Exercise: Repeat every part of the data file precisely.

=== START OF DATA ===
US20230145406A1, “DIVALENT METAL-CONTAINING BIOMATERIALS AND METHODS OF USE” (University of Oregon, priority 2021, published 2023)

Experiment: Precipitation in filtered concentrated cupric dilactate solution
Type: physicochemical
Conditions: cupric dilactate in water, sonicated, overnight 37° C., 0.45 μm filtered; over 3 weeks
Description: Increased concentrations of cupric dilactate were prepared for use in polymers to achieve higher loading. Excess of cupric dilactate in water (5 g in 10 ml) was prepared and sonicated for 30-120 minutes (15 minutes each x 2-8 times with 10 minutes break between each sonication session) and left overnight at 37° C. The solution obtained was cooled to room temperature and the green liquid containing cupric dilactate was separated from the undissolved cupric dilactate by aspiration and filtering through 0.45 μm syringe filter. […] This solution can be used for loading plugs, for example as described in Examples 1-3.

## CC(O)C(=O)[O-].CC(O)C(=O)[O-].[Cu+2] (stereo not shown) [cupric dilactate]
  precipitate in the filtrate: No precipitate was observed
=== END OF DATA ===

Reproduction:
US20230145406A1, “DIVALENT METAL-CONTAINING BIOMATERIALS AND METHODS OF USE” (University of Oregon, priority 2021, published 2023)

Experiment: Precipitation in filtered concentrated cupric dilactate solution
Type: physicochemical
Conditions: cupric dilactate in water, sonicated, overnight 37° C., 0.45 μm filtered; over 3 weeks
Description: Increased concentrations of cupric dilactate were prepared for use in polymers to achieve higher loading. Excess of cupric dilactate in water (5 g in 10 ml) was prepared and sonicated for 30-120 minutes (15 minutes each x 2-8 times with 10 minutes break between each sonication session) and left overnight at 37° C. The solution obtained was cooled to room temperature and the green liquid containing cupric dilactate was separated from the undissolved cupric dilactate by aspiration and filtering through 0.45 μm syringe filter. […] This solution can be used for loading plugs, for example as described in Examples 1-3.

## CC(O)C(=O)[O-].CC(O)C(=O)[O-].[Cu+2] (stereo not shown) [cupric dilactate]
  precipitate in the filtrate: No precipitate was observed